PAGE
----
Pointing to the Productivity Commission’s recent findings that low-balance SMSFs perform “significantly worse” than APRA-regulated super funds, the real estate industry super fund, REI Super, said it’s too easy for Australians to set up SMSFs and naïve investors are paying the price.
REI Super CEO Mal Smith noted that one in five SMSFs have balances of $200,000 or less, and said this ATO figure represents a “significant proportion” of the industry subjected to “considerable risk”.
Coupled with the Productivity Commission’s findings that smaller SMSFs tend to deliver “materially lower returns” due to higher costs, he argued that SMSFs aren’t worth an investor’s time unless they have at least $2 million in their balance.
Mr Smith said he’s seen instances of REI Super members leaving to set up an SMSF before returning after being stung by low returns and “hidden fees”.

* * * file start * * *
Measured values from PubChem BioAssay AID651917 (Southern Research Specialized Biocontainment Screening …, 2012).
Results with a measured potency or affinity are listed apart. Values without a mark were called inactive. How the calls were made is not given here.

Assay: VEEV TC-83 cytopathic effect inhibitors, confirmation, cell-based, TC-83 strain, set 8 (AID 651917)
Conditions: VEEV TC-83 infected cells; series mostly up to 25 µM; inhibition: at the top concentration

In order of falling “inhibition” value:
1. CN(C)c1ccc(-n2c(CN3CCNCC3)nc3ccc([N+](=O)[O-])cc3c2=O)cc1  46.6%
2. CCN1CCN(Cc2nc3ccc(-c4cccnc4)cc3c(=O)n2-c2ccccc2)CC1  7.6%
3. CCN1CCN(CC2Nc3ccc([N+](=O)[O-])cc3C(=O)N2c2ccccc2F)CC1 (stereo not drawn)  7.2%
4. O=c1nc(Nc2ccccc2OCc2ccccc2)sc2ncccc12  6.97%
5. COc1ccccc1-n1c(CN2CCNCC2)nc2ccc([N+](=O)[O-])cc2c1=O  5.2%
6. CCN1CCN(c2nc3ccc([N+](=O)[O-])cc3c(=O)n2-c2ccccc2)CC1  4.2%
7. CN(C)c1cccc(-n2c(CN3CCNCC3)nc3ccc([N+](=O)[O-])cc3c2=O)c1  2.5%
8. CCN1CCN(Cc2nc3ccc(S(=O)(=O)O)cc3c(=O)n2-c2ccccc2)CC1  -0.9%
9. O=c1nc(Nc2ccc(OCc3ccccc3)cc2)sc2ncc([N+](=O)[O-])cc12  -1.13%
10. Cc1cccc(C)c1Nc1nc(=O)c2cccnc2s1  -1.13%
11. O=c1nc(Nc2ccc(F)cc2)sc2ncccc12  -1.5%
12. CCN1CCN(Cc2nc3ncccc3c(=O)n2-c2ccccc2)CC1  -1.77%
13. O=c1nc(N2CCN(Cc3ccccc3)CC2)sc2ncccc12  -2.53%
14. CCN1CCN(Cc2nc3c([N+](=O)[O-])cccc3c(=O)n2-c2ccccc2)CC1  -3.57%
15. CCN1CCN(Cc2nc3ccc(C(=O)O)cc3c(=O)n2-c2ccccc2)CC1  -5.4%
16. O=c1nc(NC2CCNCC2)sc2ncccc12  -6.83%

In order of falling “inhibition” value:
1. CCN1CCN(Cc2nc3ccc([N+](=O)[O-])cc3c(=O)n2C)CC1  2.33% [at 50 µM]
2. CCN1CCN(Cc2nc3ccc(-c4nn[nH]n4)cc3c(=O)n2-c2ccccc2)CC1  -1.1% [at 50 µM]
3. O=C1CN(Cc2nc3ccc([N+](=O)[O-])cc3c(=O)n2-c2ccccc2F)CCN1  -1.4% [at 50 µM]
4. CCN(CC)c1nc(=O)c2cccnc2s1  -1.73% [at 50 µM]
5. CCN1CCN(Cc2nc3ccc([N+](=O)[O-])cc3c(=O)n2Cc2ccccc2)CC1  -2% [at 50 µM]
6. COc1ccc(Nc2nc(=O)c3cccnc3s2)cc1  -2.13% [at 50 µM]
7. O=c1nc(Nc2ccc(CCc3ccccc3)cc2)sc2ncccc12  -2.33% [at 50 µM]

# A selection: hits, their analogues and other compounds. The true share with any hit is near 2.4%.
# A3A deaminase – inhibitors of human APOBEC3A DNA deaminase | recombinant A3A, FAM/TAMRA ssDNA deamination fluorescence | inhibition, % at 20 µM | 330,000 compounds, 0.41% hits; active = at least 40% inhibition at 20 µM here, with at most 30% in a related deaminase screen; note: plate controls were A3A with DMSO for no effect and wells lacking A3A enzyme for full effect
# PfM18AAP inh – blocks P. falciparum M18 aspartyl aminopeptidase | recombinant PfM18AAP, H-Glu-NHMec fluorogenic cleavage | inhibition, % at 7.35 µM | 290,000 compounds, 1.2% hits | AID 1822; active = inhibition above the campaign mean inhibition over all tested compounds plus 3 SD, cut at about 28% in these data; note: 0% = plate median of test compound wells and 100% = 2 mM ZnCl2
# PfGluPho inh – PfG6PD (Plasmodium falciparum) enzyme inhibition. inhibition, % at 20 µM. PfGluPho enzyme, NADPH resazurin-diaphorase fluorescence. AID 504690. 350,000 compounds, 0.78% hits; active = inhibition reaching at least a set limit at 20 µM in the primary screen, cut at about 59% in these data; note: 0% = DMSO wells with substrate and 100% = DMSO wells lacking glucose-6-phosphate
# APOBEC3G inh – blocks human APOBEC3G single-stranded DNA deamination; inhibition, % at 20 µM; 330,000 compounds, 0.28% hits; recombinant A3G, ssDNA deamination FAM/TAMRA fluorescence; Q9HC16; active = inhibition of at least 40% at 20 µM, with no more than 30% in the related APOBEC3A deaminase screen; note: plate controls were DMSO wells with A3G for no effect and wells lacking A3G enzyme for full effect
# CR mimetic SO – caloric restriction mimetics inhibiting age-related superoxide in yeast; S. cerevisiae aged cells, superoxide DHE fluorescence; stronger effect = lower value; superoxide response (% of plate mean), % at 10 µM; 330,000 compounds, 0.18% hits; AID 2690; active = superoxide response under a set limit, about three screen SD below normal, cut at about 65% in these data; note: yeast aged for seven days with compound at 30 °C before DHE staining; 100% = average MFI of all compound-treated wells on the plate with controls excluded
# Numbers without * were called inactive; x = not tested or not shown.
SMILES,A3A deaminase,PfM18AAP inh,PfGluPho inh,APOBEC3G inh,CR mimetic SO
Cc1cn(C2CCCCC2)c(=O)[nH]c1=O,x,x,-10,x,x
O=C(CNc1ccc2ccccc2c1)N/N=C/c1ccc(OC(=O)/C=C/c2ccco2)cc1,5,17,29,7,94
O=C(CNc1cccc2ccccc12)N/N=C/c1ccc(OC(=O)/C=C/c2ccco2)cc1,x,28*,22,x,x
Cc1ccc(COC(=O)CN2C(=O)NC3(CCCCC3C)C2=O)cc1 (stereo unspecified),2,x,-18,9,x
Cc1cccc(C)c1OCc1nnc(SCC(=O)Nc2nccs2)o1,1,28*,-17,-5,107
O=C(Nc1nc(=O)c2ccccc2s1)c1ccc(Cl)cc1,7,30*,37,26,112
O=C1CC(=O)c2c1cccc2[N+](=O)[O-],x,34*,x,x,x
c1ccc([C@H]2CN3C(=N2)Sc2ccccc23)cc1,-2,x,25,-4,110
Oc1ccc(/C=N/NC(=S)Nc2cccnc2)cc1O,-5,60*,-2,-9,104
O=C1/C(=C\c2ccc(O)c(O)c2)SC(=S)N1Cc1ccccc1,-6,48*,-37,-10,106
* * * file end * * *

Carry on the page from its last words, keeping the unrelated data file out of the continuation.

“One member with an account balance of $100,000 was advised to go into an SMSF by her accountant,” he said.
“Another member was given bad advice and set up an SMSF with her husband with a combined account balance of $300,000.”
Data shared by the Australian Securities and Investments Commission (ASIC) with the Royal Commission into Misconduct in the Banking, Superannuation and Financial Services Industry revealed that nine in 10 SMSF professionals failed to meet best interest requirements. This meant clients “risked being significantly worse off”.
Deputy chair Peter Kell noted that clients could be compromised by this, and acknowledged that one-size-fits-all advice poses an issue.
Mr Smith said returned members cited the difficulty, the time consumption and required expertise as key triggers to ditch their SMSF set-up.
He concluded, “Changes to SMSF rules would help prevent financial advisers from encouraging people into an SMSF when it is not in their best interest.”